[1] I. Markovsky and G. Mercére. Subspace identification with constraints on the impulse response. Technical report, Vrije Univ. Brussel, 2016. [ bib | pdf | software ]
Subspace identification methods produce unreliable model estimates when a small number of noisy measurements are available. In such cases, the accuracy of the estimated parameters can be improved by using prior knowledge about the system. The prior knowledge considered in this paper is constraints on the impulse response, , steady-state gain, overshoot, and rise time. The method proposed has two steps: 1) estimation of the impulse response with linear equality and inequality constraints, and 2) realization of the estimated impulse response. The problem on step 1 is shown to be a convex quadratic programming problem. In the case of prior knowledge expressed as equality constraints, the problem on step 1 admits a closed form solution. In the general case of equality and inequality constraints, the solution is computed by standard numerical optimization methods. We illustrate the performance of the method on a mass-spring-damper system.

Keywords: system identification, subspace methods, prior knowledge, behavioral approach.
[2] I. Markovsky, Otto Debals, and Lieven De Lathauwer. Sum-of-exponentials modeling and common dynamics estimation using tensorlab. Technical report, Vrije Univ. Brussel, 2015. [ bib | pdf ]
Fitting a signal to a sum-of-exponentials model is a basic problem in signal processing. It can be posed and solved as a Hankel structured low-rank matrix approximation problem. Subsequently, local optimization, subspace, and convex relaxation methods can be used for the numerical solution. In this paper, we show another approach, based on the recently proposed concept of structured data fusion. Structured data fusion problems are solved in the Tensorlab toolbox by local optimization methods. The approach allows fitting of signals with missing samples and adding constraints on the model, such as fixed exponents and common dynamics in multi-channel estimation problems. These problems are non-trivial to solve by other existing methods.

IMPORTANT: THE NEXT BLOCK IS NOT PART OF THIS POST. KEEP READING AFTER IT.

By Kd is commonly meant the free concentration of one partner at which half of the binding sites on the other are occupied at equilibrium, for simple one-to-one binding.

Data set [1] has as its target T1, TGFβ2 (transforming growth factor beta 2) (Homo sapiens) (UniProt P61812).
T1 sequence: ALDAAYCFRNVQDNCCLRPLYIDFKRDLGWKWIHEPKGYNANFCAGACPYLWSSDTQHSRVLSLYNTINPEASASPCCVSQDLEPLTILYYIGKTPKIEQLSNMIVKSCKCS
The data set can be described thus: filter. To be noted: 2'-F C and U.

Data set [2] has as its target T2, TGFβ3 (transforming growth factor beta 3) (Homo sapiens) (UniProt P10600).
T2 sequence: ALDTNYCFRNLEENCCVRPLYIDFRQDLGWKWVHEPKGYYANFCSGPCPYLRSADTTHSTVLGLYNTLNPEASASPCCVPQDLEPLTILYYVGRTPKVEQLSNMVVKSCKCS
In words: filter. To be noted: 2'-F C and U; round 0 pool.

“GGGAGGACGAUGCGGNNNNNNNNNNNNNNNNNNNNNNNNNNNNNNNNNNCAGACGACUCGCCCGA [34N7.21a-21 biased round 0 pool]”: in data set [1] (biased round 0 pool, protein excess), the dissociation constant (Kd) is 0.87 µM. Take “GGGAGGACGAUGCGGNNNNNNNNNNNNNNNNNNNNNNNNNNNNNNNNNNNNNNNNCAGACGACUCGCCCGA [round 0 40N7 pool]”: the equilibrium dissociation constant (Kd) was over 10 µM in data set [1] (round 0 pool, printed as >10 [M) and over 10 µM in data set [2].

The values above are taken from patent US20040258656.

Keywords: system identification; low-rank approximation; mosaic Hankel matrix; tensorlab; structured data fusion.
[3] I. Markovsky. A low-rank matrix completion approach to data-driven signal processing. Technical report, Vrije Univ. Brussel, 2015. [ bib | pdf | software ]
In signal processing as well as in control and other mathematical engineering areas, it is common to use a model-based approach, which splits the problem into two steps: 1) model identification and 2) model-based design. Despite its success the model-based approach has the shortcoming that the design objective is not taken into account at the identification step, i.e., the model is not optimized for its intended use. In this paper, we propose an approach for data processing, called data-driven signal processing, that combines the identification and the model-based design into one joint problem. The to-be-computed signal is modeled as a missing part of a trajectory of the (unknown) data generating system. Subsequently, the missing data estimation problem is reformulated as a mosaic-Hankel structured matrix low-rank approximation and completion problem. A local optimization methods, based on the variable projections principle, is used for the numerical solution of the matrix completion/approximation problem. The missing data estimation approach for data-driven signal processing and the local optimization method for its implementation in practice are illustrated on examples of state estimation, filtering/smoothing, and prediction. Development of fast algorithms with provable properties in the presence of measurement noise and disturbances will make the matrix completion approach for data-driven signal processing a practically feasible alternative to the model-based methods.

Keywords: data-driven, Kalman filtering, structured low-rank approximation, missing data, matrix completion.
[4] N. Guglielmi and I. Markovsky. Computing the distance to uncontrollability: the SISO case. Technical report, Vrije Univ. Brussel, 2014. [ bib | pdf ]
In this paper, the problem of computing the distance from a given linear time-invariant system to the nearest uncontrollable system is posed and solved in the behavioral setting. In the case of a system with two external variables, the problem is restated as a Sylvester structured distance to singularity problem. The structured distance to singularity problem is then solved by integrating a system of ordinary differential equations which describes the gradient associated to the cost functional. An advantage of the method with respect to other approaches is in its capability to include further constraints. Numerical simulations also show that the method is more robust to the initial approximation than the Newton-type methods.

Keywords: Sylvester matrix, structured pseudospectrum, structured low-rank approximation, ODEs on matrix manifolds, structured distance to singularity, distance to uncontrollability, behavioral approach.

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